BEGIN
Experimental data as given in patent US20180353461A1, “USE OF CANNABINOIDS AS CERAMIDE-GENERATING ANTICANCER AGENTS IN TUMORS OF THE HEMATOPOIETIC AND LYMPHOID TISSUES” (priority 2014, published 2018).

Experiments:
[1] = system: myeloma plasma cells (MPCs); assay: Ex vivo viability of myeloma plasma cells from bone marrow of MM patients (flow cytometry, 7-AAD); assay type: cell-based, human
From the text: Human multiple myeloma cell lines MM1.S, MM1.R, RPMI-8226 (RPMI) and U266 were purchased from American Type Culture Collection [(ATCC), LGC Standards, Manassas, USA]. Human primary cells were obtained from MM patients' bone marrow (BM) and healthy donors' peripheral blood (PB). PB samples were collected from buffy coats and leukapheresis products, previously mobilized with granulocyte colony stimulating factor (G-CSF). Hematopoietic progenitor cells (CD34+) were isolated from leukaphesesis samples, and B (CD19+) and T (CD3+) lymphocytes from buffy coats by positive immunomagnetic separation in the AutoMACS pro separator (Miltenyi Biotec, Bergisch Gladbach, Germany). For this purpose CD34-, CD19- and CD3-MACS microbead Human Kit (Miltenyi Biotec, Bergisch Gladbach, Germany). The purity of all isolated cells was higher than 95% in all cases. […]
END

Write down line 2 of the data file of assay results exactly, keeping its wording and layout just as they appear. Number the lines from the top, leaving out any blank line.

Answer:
Experiments: